Thieves Target Shoppers Who Use Supermarket Self-Checkout

Scammers with skimmers who have traditionally targeted ATMs and gas station payment terminals are shifting their focus.

Scammers with skimmers who have traditionally targeted ATMs and gas station payment terminals are shifting their focus.

They’re now targeting the payment terminals at supermarket self-checkout lines, CBS MoneyWatch reports.

The publication explains how skimmers enable thieves to steal financial data that is then used to replicate debit and credit cards:

The devices are hidden electronics that sit inside or over a card slot. When consumers swipe their cards, the skimmers scan the information and steal the data. Fake keypads or small cameras then record the customers punching in their PIN.

Terminals at self-checkout lines share remoteness in common with ATMs and gas station terminals, as they are generally unattended by a cashier or other employee. That remoteness provides criminals the opportunity to install their devices with less chance of being noticed.

The cyber-security blog Krebs on Security — which recently published a photo of a skimming device that was removed from a Safeway supermarket in Maryland — notes:

The device could be attached in the blink of an eye (and removed quickly as well).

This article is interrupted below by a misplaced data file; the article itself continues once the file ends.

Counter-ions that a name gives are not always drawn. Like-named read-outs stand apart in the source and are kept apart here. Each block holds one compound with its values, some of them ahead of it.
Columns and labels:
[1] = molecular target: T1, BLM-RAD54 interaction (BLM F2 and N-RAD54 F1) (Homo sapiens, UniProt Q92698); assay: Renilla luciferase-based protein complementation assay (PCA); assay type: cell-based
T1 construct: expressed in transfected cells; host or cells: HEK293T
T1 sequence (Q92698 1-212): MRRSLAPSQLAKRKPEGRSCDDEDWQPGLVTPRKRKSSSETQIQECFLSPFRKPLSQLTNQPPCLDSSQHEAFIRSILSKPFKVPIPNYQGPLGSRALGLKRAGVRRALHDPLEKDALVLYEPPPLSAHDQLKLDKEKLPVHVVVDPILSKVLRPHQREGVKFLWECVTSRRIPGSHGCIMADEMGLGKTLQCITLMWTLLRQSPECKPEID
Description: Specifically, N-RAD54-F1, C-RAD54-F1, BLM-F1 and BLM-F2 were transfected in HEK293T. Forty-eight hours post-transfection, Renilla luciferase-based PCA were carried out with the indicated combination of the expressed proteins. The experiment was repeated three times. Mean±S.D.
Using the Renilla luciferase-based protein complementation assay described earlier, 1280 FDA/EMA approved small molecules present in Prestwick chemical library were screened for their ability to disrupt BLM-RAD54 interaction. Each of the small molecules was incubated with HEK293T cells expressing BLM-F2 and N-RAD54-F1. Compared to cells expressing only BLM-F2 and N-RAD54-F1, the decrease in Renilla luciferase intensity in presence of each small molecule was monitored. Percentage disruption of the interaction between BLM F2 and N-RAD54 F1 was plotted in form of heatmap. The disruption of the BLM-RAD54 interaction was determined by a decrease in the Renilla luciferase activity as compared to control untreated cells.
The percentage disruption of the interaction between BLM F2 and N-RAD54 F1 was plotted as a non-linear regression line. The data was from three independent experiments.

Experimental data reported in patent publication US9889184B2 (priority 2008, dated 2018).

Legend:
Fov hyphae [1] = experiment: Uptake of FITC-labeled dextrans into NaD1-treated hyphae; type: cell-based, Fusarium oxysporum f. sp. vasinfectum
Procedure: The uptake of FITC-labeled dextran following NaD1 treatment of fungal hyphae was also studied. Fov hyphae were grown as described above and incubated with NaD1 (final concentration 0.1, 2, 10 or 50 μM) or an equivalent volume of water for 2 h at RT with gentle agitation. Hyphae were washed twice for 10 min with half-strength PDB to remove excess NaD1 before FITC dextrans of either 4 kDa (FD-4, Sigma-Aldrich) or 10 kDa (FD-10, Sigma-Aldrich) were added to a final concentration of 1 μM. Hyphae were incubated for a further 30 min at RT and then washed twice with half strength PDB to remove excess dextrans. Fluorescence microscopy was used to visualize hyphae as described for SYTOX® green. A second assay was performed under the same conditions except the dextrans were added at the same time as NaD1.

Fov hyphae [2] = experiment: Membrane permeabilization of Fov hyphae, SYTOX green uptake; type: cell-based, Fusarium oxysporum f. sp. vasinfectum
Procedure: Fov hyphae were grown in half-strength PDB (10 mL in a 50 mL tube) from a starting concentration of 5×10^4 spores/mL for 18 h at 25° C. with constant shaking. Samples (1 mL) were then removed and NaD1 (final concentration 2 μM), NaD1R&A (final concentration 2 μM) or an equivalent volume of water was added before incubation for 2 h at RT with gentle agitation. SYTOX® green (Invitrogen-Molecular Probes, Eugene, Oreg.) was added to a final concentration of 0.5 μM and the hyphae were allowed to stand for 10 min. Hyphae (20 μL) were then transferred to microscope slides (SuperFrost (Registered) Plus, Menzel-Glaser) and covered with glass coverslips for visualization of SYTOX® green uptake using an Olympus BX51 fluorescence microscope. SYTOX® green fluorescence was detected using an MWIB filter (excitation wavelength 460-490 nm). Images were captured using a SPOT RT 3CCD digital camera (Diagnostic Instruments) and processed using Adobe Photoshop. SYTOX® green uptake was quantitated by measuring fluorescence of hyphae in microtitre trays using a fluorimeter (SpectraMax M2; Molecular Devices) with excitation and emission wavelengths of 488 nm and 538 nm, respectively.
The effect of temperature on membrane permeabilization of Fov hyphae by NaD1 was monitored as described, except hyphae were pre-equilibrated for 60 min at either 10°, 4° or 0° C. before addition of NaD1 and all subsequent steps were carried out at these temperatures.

One way to avoid being defrauded by a scammer’s skimmer is to pay with a so-called “chipped” debit or credit card. These cards have a small computer chip (sometimes called an “EMV” chip for “Eurocard, MasterCard, Visa”) embedded in the front.

Instead of horizontally or vertically swiping the magnetic strip that’s on the back, you “dip” the side of the card by inserting it face-up into a slot, then leaving it there for a while.

As we explain in “What You Need to Know About Your New ‘Chipped’ Credit Cards,” dipping is safer because each time you use a chipped card, it creates a unique, single-use code. So even if thieves figure out how to copy the code, it won’t do them any good, because the code can’t be re-used.

But not all retailers have switched over to terminals that accept chipped cards.

If you have a chipped card but find yourself at a terminal that is not enabled for “dipping,” try tugging at the face of the terminal. While this tip is not fail-safe, a loose terminal is considered a possible sign of a skimmer.

If you don’t have a chipped card or are otherwise in the market for a new or better credit card, visit the Money Talks News Solutions Center, where you’ll get help finding the perfect credit card and tackling other financial issues.

What steps do you take to avoid skimmers? Sound off in our Forums. It’s the place where you can speak your mind, explore topics in-depth, and post questions and get answers.

Stacy Johnson

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